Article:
In Ian Hamilton’s crime series, Ava Lee is always eating interesting and descriptive food. In the book, The Wild Beasts of Wuhan, Ava Lee orders “sautéed languoustines with crab tortellini in a shellfish bisque as a starter, and pan-fried black bream with truffle mashed potatoes as her main.”
Later in the same book, Ava orders without hesitation: foie gras and black sea bass with oyster mushrooms.
What are languoustines?
I had to look it up: it’s also called “Norway Lobster”, a luxury seafood prized for its sweet meat. They’re crazy expensive because of their rarity. Bream is a fish. Ava Lee adores expensive luxury food. It tells the reader about her income and social status. It also makes me hungry.
Being specific about the food your characters are eating can bring richness and depth to your writing. It can help establish the setting, the historical period, and the culture of your characters. But it can do more.
Here is my nine course meal of how food can add flavour and spice to your novel:
1. Helps establish setting. The type of food we eat as a society has changed over time. You couldn’t always get fresh bananas and oranges in the store. Whatever time period your novel is set in, be conscious of the food available and trends of the time. This is particular important for historical fiction, but I think equally important for contemporary fiction. Think of when pomegranate juice became popular, or almond milk, and now cricket flour! If you’re writing science fiction / fantasy you may want to have your characters eating something out of this world. Grilled alien anyone?
2. Shows culture. Beyond the obvious, think about food in the wider context of culture. For example, food often plays a role in religion. Does your character observe lent? Maybe she’s constantly tempted by sweets while she chases down a serial murder…. This would set the time of year in your book and also tells us so much about your character. Think about food in sub-cultures. Is your character a fitness fanatic and constantly chows on power bars and gulps energy drinks? Or maybe a health conscious character? What is great about setting up someone’s food preferences early in a novel, is that it will allow you later in the book for the character to “break faith” with their food preference. For example, a health conscious character might at a stressful moment eat an entire bag of cheezies or a hamburger with apple smoked bacon and grilled mushrooms.
When writing about food, try to be specific.
3. Food changes with income and social status. If your character is in poverty, they are forced to eat differently than someone who is a CEO of a company. You can set up contrasts between characters to show their income and social status through the food the characters are eating.
4. Shows character traits. If you’re writing about a rebellious Hindu teenager, maybe she refuses to eat the butter chicken curry her mother makes? Is your character an adventurous eater or someone who thinks that salt is the only spice needed in the cupboard? Is the character someone who is happy to eat the same thing every day or has a schedule of meals every week?
5. Use it symbolically. George Martin in his series, Game of Thrones, has his naïve character, Sansa, adore lemon cakes. He uses her love of lemon cakes to symbolize her desire for things beautiful and expensive. Maybe your character always ordering his steak “blue” as a way to symbolize that character’s animalistic trait. In Oliver Twist, the character pleas for more gruel with the famous line: “Please, Sir, I want some more.” It tells us more about the Oliver’s character than him being hungry; he desires more in life than living in the bleakness of the poor house.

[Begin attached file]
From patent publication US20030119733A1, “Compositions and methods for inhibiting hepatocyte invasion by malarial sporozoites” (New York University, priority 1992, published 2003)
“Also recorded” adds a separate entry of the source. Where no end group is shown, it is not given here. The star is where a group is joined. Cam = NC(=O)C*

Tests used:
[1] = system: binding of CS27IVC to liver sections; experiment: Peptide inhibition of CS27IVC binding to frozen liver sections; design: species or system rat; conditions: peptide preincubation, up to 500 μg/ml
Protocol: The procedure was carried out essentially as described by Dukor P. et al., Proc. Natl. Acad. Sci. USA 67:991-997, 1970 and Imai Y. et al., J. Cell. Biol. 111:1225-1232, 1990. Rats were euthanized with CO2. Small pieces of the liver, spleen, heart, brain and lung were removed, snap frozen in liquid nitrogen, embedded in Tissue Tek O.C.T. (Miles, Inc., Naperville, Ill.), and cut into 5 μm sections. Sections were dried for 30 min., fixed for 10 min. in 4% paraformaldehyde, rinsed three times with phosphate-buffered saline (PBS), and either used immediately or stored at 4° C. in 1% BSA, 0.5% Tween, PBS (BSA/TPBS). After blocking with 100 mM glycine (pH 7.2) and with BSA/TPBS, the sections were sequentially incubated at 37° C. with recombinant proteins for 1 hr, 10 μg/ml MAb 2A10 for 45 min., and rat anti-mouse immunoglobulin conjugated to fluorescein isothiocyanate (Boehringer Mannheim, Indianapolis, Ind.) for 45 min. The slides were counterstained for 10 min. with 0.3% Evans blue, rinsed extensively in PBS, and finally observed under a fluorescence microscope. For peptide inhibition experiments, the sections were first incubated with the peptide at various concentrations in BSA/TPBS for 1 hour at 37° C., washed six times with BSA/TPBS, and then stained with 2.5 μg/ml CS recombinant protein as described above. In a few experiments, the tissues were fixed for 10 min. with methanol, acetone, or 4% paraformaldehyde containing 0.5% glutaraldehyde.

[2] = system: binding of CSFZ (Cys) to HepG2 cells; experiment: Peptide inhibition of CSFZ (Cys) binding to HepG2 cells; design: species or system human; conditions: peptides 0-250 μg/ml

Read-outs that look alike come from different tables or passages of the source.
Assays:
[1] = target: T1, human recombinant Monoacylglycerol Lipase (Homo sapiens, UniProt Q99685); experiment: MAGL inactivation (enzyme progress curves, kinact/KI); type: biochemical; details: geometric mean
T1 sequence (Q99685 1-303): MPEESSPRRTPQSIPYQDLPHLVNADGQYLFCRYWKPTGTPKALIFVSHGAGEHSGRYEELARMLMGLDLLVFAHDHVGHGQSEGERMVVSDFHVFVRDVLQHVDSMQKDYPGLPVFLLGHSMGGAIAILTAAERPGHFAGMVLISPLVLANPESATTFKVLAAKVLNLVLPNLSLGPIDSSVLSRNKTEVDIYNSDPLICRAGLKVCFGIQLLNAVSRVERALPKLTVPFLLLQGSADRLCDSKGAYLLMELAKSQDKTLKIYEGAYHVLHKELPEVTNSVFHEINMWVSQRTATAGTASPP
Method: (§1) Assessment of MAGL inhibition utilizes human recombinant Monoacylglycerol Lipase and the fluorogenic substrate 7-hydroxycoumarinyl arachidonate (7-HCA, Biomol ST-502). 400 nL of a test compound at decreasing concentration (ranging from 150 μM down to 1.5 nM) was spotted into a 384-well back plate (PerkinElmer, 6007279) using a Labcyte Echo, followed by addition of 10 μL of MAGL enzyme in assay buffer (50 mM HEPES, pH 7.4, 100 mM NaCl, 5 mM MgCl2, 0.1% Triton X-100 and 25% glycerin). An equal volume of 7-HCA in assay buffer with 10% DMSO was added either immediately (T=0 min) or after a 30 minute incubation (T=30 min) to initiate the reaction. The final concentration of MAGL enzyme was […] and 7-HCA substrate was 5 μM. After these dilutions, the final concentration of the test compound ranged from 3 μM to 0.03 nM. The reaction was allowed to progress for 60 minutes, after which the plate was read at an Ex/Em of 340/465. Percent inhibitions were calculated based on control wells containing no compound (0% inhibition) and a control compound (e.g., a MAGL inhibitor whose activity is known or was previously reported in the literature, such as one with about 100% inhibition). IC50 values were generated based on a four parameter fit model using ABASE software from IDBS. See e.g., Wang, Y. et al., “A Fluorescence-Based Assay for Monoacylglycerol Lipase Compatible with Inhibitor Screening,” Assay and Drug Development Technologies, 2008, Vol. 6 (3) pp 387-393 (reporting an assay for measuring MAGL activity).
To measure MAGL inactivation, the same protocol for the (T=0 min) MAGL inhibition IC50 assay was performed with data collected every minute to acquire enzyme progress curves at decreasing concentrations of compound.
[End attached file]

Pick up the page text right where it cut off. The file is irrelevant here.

6. Food can foreshadow plot changes. Such as having an insipid meal before disaster strikes your character. Food can symbolize love and desire – think chocolate! Or food can trigger nostalgic memories, such as eating fried chicken and potato salad at a summer’s picnic. Be creative too; think of the iconic moment of the spaghetti meal in The Lady and the Tramp.
7. Food can bring your characters together. People come together for dinner, brunch, afternoon tea. Use meals to bring characters into a scene together, especially characters who might otherwise avoid each other.
8. Use food to set up contrasts. For example, in Twilight, the main character is a vegetarian and attracted to a vampire. It’s a cute twist. Add to this, the vampire describes himself as the vampire equivalent of a “vegetarian” by only drinking animal blood. It’s a nice detail in the book and sets up a contrast and a similarity between the two characters.
9. Use food to signal time passing in a novel. A character who is constantly on the hunt for a killer has to stop every so often for a meal otherwise they would drop dead from exhaustion, ending your novel prematurely. I hate it when reading a book and a character never eats or sleeps, making it feel like the longest day ever. Stopping for a quick lunch, signals to reader the time of day without telling us. It also keeps the novel grounded in time and reality.
How do you see food adding texture and colour to your writing? Can you think of other ways of using food in your novel? What is on the menu for tonight in your novel?
A note about the photos in this blog. Yes, these are all meals I helped to consume! From the top, Lobster from Maine; Tibetan “Momos” (a steamed stuffed dumpling, one of my specialities); grilled fish from the Bahamas; our homemade pastrami with aged cheddar cheese; and at the bottom, lime-coconut cakes on the tray with chocolate dipped strawberries and cookies.
Latest posts by Seana Moorhead (see all)
- Food in Fiction: What are your characters having for dinner tonight? - March 12, 2018
- My Unlikely Writing Spirit Guide - January 22, 2018
- How to End Well - December 4, 2017